Where Cheese Begins

During college, I spent half of my sophomore year studying in Aix-en-Provence, in the south of France. That’s where I learned to love cheese in all its forms, from stinky puant de Lille (literally, the “reeking cheese from Lille”) to rock-hard chèvres. I often ate lunch in the university cafeteria because it was so tasty, and more often than not, the meal ended with little containers of Petit Suisse, a super-fresh cream-enriched cow’s milk cheese that you sprinkled with sugar and ate like yogurt. What a delicious and wholesome dessert.

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We Have a Winner

Vermont’s Tarentaise Reserve took top honors at the American Cheese Society’s annual competition last week, surpassing 1,684 other cheeses to earn the prestigious “Best of Show.” I served as a judge and concur that this awesome two-year-old wheel deserved the recognition. It was my first choice. (Judges taste blind, but the distinctive concave rim of this 20-pound wheel gives it away.) Honestly, though, I tasted at least a half-dozen other cheeses that I would have been happy to see at the top. That’s a testament to the growing prowess of America’s cheesemakers.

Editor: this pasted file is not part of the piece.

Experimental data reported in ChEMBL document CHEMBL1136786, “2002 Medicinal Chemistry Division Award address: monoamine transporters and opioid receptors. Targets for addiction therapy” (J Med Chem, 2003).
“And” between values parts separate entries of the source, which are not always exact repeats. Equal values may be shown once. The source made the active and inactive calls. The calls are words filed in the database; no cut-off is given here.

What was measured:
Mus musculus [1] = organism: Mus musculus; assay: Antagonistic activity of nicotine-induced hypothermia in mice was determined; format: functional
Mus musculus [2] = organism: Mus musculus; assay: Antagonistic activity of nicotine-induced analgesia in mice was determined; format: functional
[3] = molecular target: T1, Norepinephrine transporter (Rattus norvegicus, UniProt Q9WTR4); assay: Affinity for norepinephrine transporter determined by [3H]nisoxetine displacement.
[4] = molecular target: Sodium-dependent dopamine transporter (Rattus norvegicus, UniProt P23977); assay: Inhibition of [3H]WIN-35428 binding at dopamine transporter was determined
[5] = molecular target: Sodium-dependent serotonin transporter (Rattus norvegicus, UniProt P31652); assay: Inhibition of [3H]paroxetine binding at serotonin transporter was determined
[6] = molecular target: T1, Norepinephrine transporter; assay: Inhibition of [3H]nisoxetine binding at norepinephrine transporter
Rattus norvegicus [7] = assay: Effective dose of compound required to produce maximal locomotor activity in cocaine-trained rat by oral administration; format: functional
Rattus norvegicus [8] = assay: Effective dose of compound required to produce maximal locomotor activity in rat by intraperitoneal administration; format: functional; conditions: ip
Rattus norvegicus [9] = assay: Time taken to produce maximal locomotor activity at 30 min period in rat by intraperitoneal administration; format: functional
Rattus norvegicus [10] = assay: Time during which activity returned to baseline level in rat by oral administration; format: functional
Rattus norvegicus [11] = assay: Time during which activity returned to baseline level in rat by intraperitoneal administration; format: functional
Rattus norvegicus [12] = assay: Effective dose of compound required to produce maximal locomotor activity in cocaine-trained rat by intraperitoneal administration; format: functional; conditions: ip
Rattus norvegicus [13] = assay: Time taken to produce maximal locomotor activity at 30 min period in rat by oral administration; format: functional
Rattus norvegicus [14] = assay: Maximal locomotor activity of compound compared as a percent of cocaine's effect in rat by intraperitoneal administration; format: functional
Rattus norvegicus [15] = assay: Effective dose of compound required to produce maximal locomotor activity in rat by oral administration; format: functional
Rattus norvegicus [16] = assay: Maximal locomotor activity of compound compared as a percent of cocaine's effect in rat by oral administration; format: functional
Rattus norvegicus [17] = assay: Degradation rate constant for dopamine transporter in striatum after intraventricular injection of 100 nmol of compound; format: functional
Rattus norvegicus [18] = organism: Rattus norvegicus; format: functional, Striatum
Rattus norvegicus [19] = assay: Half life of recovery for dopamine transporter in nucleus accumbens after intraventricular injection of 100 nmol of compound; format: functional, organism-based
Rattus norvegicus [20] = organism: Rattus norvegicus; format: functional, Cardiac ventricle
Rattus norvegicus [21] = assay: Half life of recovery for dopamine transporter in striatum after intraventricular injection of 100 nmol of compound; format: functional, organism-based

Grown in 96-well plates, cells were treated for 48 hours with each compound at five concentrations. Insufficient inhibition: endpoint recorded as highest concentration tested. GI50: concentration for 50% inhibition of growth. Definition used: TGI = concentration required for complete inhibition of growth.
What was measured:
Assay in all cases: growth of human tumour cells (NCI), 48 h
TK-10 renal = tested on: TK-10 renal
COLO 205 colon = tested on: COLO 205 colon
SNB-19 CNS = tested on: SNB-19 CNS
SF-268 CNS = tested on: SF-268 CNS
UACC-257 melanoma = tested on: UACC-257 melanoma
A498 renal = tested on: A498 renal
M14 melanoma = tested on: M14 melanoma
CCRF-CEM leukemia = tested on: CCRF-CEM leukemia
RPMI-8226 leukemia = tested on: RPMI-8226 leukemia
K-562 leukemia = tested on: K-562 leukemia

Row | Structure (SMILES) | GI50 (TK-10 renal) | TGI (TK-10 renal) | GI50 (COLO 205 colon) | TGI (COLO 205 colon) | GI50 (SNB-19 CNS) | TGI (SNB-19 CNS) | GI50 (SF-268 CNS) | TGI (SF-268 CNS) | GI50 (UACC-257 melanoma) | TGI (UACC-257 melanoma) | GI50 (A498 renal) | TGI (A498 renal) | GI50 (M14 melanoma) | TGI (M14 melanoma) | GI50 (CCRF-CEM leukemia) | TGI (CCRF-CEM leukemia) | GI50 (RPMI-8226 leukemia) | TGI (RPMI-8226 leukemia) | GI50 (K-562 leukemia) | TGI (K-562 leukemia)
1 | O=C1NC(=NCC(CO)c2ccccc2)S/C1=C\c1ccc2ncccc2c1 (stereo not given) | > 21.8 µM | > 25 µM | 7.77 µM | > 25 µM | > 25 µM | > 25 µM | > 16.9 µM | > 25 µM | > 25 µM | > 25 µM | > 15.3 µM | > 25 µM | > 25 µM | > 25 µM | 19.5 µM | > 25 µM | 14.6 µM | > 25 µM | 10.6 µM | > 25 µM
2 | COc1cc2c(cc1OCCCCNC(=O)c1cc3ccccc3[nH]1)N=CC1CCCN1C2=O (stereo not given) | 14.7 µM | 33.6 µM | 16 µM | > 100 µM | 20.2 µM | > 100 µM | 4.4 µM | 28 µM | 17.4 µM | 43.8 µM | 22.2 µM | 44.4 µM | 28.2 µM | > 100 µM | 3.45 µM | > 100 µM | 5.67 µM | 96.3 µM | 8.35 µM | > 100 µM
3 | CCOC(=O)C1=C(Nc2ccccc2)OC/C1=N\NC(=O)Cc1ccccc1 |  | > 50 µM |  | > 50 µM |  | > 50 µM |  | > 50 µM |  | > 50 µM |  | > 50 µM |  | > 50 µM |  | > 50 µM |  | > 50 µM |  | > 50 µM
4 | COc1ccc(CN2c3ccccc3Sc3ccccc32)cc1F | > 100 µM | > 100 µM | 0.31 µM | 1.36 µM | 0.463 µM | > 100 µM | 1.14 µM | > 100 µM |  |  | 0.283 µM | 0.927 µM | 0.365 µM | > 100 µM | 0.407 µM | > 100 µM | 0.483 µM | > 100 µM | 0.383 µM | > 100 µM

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Ups and Downs with Feta

The same purchase provided the high and low moments on Planet Cheese last week. The high was finding Vermont Creamery goat feta at Oxbow Cheese Merchant in Napa, my neighborhood shop. Vermont Creamery makes some of my favorite bloomy-rinded goat cheeses (Bijou and Bonne Bouche among others), and a sublime cultured butter as well. But I didn’t know the creamery made feta.

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